TTB Approval and the Taproom
We’re happy to announce that another milestone has been reached: we officially have received our federal brewing permit about 2 months ahead of schedule. Woo! The process was actually fairly painless for us, as we sent in our application about two months ago, needed only minor corrections, and are now in the process of putting our ABCC Massachusetts Farmer Brewer’s paperwork in order. If all goes well we should be all permitted long before we manage to get the equipment in the door. At least some things are moving quickly...
The other item of business for today is a run-through our concept and some sneak peeks at what the taproom should look like next spring!
Lamplighter’s business model is a bit of a hybrid - we have a location downtown similar to a traditional brewpub with heavy foot traffic and close proximity to public transportation, restaurants, small businesses and residential neighborhoods (including our own!). However, we also have a brewing system (20 bbl brewhouse, 40 bbl fermenters) and square footage (just over 10,000 sq/ft) more like a traditional production facility… all of which means we get to have an awesome taproom space to share new, experimental, and only-available-here beers, and also distribute to restaurants, bars, and liquor stores in the area.
One of my biggest focuses for the past few weeks has been hashing out the taproom layout, which has gone through multiple revisions before reaching the point it is at now. I’m going to give you a sneak preview of what we’re thinking (at this moment…) via an extremely professional mock up done by yours truly in Google Sketch-up. I needed to literally show our poor overworked architect exactly what it is this time I wanted to do differently, as my brain has a tendency to get ahead of my mouth leaving me mostly unintelligible.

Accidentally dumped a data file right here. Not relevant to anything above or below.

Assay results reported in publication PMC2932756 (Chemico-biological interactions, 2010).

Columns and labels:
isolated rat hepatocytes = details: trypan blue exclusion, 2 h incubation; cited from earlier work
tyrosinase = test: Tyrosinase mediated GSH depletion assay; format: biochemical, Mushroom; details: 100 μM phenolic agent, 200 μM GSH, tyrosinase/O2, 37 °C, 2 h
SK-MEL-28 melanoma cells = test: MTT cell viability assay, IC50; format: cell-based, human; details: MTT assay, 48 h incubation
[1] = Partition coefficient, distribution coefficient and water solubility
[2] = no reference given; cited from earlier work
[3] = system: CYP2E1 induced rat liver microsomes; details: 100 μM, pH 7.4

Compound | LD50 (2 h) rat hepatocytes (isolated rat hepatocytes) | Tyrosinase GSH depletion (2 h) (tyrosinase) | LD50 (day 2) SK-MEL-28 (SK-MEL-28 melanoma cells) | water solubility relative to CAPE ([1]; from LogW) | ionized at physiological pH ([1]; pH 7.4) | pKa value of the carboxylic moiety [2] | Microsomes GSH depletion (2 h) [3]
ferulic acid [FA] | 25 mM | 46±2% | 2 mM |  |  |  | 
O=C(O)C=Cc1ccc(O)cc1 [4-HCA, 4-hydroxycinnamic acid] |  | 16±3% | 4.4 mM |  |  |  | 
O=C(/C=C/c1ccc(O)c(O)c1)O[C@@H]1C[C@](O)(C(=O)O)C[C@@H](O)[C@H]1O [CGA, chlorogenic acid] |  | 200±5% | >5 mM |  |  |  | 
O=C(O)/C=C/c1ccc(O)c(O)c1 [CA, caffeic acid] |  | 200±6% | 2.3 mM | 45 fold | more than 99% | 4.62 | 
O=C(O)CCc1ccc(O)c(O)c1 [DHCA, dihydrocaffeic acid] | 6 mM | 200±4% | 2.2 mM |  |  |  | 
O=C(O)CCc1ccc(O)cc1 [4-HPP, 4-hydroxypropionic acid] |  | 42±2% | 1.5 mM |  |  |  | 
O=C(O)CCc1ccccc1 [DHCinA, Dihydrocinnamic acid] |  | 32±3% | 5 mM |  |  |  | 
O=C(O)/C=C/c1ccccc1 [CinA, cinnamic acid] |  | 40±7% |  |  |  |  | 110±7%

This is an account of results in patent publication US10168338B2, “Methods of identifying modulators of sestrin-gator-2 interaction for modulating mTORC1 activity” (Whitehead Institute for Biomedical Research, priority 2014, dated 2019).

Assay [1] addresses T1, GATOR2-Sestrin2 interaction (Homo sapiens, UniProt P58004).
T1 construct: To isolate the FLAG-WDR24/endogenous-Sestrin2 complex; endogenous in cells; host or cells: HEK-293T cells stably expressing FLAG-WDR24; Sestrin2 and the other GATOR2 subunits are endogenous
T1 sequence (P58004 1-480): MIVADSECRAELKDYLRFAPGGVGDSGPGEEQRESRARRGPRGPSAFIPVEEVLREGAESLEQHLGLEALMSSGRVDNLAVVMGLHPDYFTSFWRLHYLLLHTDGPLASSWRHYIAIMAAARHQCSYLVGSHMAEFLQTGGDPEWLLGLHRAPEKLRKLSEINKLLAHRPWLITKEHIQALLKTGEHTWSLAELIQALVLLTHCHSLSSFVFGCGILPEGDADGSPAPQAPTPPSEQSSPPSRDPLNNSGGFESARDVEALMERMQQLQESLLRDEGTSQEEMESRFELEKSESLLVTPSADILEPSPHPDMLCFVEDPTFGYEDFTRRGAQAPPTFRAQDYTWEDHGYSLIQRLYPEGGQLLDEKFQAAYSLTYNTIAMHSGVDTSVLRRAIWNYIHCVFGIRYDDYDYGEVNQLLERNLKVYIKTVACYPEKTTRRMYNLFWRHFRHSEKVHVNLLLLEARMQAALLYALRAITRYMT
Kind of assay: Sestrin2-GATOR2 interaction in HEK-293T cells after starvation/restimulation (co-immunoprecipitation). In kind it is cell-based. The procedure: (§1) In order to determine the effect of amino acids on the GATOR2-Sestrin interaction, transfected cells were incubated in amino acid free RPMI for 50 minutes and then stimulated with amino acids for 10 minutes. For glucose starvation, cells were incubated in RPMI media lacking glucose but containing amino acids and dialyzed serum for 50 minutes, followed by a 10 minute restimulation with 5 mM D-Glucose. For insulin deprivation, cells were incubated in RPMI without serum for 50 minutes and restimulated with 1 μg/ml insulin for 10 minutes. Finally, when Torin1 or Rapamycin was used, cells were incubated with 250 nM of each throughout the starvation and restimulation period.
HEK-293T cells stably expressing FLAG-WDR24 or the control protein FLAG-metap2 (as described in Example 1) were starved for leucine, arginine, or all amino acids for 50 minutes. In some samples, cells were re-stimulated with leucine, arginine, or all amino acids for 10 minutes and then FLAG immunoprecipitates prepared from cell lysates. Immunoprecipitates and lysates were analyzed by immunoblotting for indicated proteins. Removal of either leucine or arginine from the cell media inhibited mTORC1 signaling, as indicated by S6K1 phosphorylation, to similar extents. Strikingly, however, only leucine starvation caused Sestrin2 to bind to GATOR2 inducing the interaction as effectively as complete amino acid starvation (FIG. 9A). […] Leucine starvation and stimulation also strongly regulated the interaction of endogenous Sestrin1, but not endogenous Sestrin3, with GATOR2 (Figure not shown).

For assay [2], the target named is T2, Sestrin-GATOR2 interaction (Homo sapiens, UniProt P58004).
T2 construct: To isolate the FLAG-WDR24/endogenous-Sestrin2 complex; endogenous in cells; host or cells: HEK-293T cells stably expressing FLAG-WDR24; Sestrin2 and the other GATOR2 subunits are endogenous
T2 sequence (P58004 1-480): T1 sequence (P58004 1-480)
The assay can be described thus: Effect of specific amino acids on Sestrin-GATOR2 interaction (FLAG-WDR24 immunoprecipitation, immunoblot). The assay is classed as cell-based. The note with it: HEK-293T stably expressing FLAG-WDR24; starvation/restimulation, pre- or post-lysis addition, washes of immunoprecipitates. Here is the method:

Without further ado -
Here is the general floor layout - the left side of the image is the front of the building along Broadway. The taproom is (obviously) in the bottom left. Clearly we're missing some major components in the brewery area, but Google Sketch-Up only goes so far (they did have fermenters though...that's pretty cool), so let's focus on the taproom.
The taproom has a couple of different roles it needs to fulfill. The first and foremost is to be a welcoming space; we want a place for people to drink and sample beers, hang out with their friends, and enjoy themselves. The bar and lower level tables will be pretty traditional. The “comfy area” is actually an area raised by a few feet to provide headspace for the basement. It will have a bit of a different character from the rest of the space, much more like a lounge area with wing chairs and couches, etc. We were initially a little bemused by what exactly to do with this raised chunk, but we’re pretty excited at the thought of being able to have two different but complimentary vibes in one space.
There will also be lot of standing tables - in the lounge area looking out over the two tables, on the window bar running down and away from the entry way, and at the large table in the middle of the bar floor.
The other important function of a brewery taproom is as a retail space to fill growlers and sell merchandise. To that end, the area marked “growler fills” at the end of the bar will be the place to head too if you’re looking for beer to go, or if you're hoping to get yourself some LBC swag. Finally, and maybe the coolest part - while sitting at the bar, you will have a view of the tanks and brewing process - maybe something like this!
Thanks for humoring my poor wanna be architectural skills - I should probably just stick to making beer. You'll be glad to know that we do have someone who actually knows what they're doing laying this all out, and we're gearing up to begin renovations in mid-October.